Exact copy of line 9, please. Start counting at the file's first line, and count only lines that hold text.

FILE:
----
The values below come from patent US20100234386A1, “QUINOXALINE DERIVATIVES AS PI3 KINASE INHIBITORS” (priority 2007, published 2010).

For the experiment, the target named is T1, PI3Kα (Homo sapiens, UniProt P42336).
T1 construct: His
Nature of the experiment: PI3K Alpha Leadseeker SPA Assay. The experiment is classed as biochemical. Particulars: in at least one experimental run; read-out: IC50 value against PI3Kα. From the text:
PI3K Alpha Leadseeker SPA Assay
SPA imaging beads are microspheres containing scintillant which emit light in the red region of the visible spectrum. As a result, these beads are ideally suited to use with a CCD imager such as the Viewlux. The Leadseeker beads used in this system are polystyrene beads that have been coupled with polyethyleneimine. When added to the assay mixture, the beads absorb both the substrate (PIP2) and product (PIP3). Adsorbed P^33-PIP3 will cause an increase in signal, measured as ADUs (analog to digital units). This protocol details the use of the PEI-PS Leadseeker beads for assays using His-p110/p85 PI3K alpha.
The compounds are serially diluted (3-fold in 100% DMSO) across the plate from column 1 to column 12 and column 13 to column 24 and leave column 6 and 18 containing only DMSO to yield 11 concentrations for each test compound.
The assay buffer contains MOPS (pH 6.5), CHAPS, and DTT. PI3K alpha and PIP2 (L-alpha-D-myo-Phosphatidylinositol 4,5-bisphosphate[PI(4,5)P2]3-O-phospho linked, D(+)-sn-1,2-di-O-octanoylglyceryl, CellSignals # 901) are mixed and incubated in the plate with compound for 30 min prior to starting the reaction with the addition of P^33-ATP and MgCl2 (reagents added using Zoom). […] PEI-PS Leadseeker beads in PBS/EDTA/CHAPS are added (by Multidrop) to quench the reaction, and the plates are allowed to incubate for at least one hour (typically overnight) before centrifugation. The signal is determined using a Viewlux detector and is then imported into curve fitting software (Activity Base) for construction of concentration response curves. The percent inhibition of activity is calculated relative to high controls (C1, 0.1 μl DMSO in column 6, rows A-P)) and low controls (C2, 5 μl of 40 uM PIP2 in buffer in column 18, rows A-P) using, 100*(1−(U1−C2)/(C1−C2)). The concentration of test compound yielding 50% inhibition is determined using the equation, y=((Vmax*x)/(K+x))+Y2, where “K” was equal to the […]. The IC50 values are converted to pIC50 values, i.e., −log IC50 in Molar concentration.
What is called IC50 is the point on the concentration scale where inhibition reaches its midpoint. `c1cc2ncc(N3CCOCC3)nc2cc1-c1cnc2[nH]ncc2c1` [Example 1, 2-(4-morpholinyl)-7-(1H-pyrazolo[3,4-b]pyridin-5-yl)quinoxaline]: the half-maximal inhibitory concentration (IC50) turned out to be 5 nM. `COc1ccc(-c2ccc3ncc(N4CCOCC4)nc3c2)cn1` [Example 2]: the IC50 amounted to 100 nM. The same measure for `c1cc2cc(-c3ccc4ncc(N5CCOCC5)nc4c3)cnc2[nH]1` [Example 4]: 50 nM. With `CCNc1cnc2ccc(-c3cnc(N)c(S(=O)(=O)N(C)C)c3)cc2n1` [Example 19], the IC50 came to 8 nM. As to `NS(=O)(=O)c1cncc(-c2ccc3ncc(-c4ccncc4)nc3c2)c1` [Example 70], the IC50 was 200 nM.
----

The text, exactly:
What is called IC50 is the point on the concentration scale where inhibition reaches its midpoint. `c1cc2ncc(N3CCOCC3)nc2cc1-c1cnc2[nH]ncc2c1` [Example 1, 2-(4-morpholinyl)-7-(1H-pyrazolo[3,4-b]pyridin-5-yl)quinoxaline]: the half-maximal inhibitory concentration (IC50) turned out to be 5 nM. `COc1ccc(-c2ccc3ncc(N4CCOCC4)nc3c2)cn1` [Example 2]: the IC50 amounted to 100 nM. The same measure for `c1cc2cc(-c3ccc4ncc(N5CCOCC5)nc4c3)cnc2[nH]1` [Example 4]: 50 nM. With `CCNc1cnc2ccc(-c3cnc(N)c(S(=O)(=O)N(C)C)c3)cc2n1` [Example 19], the IC50 came to 8 nM. As to `NS(=O)(=O)c1cncc(-c2ccc3ncc(-c4ccncc4)nc3c2)c1` [Example 70], the IC50 was 200 nM.